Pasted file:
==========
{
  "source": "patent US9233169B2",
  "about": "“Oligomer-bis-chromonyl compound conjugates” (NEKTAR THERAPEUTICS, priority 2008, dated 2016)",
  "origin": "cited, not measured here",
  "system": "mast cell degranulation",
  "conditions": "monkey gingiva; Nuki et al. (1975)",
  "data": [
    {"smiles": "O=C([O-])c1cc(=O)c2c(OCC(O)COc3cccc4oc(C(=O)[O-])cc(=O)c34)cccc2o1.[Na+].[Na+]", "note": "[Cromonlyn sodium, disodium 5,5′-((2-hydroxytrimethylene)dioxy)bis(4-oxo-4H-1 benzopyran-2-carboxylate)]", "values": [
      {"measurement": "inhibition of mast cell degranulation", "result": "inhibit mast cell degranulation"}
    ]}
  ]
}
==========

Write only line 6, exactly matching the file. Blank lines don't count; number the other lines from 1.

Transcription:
  "conditions": "monkey gingiva; Nuki et al. (1975)",